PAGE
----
We just read “Where Cowards Go To Die” and had the privilege of talking with author Ben Sledge on The Table Network Podcast. The book was a captivating, eye-opening look into the complexities and tragedies of war, both physical and emotional, and the post-service challenges of reentry into civilian life.

We realized we didn’t have a full grasp on what soldiers face.

Here are a few things we learned:

The trauma of war has a lasting impact on soldiers.

Intuitively, that makes sense. But Sledge’s recount of his experiences gives greater depth and understanding of that impact. It becomes real and vivid…and heartbreaking.

We started to understand that the burden of PTSD, survivor’s guilt, and the recollection and reliving the horrors of war can haunt veterans long after returning home as Sledge attests.

We heard about a fellow soldier who was severely wounded in an explosion and underwent multiple life-saving surgeries. Yes, he survived the attack and the surgeries, but he was left with permanent injuries and emotional scars that impacted him for the rest of his life.

And, we learned about the gut-wrenching emotional injury and moral conflict Sledge endured after being ordered to shoot an unarmed man during a mission. This experience left him questioning his own values and the morality of war. These are the internal and emotional injuries and struggles that are often left in the shadows.

The cultural divide between civilians and soldiers can be difficult to bridge.

There’s no way around it. There are challenges when returning home after deployment, and one of them is feeling disconnected from the civilian world. Sledge struggled to relate to people who had not experienced the traumas of war. It’s hard to truly understand the scars and dilemmas experienced in war, unless you’ve undergone them yourself.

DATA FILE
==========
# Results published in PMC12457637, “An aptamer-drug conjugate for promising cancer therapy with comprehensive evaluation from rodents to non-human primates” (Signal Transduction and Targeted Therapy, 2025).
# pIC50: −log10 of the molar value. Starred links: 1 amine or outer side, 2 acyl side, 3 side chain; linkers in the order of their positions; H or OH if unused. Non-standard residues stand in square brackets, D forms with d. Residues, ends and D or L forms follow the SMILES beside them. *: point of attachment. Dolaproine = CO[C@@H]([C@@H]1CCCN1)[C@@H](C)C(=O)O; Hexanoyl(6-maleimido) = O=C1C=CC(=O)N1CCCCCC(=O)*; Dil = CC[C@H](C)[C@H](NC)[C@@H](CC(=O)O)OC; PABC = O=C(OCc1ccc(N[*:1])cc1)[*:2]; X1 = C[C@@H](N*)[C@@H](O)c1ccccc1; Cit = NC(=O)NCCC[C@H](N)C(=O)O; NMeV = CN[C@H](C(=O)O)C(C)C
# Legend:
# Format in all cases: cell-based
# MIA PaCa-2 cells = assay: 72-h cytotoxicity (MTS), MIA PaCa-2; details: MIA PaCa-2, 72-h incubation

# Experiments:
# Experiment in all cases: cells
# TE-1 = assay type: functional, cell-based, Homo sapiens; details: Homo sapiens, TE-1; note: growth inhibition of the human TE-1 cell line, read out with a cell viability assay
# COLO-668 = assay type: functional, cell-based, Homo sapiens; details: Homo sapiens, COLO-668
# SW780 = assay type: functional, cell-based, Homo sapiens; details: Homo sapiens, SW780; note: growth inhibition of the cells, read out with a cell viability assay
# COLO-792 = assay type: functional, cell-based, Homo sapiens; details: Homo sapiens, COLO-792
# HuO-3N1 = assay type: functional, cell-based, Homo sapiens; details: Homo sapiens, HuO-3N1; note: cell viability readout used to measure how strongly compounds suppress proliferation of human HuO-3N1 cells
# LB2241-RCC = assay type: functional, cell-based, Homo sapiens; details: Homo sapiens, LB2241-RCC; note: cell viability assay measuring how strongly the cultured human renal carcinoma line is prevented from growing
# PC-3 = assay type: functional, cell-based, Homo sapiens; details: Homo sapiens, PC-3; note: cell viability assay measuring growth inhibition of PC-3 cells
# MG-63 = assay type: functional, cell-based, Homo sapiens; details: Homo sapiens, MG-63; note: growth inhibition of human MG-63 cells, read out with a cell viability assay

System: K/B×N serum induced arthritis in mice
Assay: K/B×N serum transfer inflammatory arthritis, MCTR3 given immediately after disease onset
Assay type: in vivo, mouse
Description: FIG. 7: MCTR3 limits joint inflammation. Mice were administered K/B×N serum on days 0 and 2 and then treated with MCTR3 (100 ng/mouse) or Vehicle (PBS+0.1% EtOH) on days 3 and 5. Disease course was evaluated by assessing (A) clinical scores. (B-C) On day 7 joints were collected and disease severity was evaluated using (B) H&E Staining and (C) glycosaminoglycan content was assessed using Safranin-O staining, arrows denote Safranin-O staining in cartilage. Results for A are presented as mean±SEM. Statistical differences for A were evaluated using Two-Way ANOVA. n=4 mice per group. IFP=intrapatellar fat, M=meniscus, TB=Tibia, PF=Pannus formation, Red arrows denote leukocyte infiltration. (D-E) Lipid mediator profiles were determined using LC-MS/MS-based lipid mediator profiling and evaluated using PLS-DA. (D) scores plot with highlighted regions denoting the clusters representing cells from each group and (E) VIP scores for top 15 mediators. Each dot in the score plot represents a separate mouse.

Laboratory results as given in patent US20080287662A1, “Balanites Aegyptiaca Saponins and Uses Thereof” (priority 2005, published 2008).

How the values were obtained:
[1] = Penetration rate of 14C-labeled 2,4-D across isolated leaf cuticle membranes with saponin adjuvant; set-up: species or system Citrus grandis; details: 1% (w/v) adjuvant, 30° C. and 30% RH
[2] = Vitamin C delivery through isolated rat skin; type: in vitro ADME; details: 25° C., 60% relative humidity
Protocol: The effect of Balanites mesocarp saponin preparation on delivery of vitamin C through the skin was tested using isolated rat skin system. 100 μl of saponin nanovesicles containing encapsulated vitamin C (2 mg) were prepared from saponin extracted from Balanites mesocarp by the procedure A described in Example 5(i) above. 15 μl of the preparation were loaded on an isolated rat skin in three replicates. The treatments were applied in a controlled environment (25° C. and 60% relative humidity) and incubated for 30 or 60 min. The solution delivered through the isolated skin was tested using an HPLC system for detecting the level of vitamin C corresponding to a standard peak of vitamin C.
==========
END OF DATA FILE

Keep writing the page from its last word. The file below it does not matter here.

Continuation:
How many people are faced with an order to shoot someone? It’s a hard thing to relate to.

He recounted a conversation with a friend who expressed support for the war effort but was unwilling to enlist himself. This attitude landed as hypocritical to Sledge and highlighted the divide between those who served and those who did not. The mindsets and experiences are hard to reconcile.

His experiences demonstrated the importance of understanding and empathy between soldiers and civilians in bridging this divide. There must be intention in the attempt for unity.

Veterans face significant challenges when transitioning back to civilian life.

We were unaware of just what a shift and hurdle this may be.

Sledge was very real and honest and let us in on the difficulties he faced finding a job and adapting to a civilian lifestyle after leaving the military. He struggled with depression and alcoholism, which are common issues among veterans.

You may expect some level of lack of understanding and support from civilians, but he also shared about the lack of support from the VA and the stigma surrounding mental health issues in the military. Many veterans, including Sledge, felt that the system fails to adequately address their on-going needs.

Reading “Where Cowards Go to Die” and hearing first-hand from Ben about the challenges soldiers face gave us new resolve to seek to be more empathetic, caring, and united with them as individuals.


It also led us to wrestle with these questions:

Do Sledge’s personal experiences in Iraq push on or challenge how we view traditional notions of heroism and bravery in war? How do his struggles with PTSD and survivor’s guilt complicate or clarify our understanding of the soldier’s experience?

What does the book reveal about the cultural divide between soldiers and civilians in the United States? How can we – as a society – bridge this divide and foster greater understanding, empathy, and unity between these two groups? How can we, as individuals, step into empathy and use this lens when interacting with veterans?

What reforms are needed to better support veterans as they transition back to civilian life? How can we address the stigma surrounding mental health issues in the military and provide better resources and services to those who have served?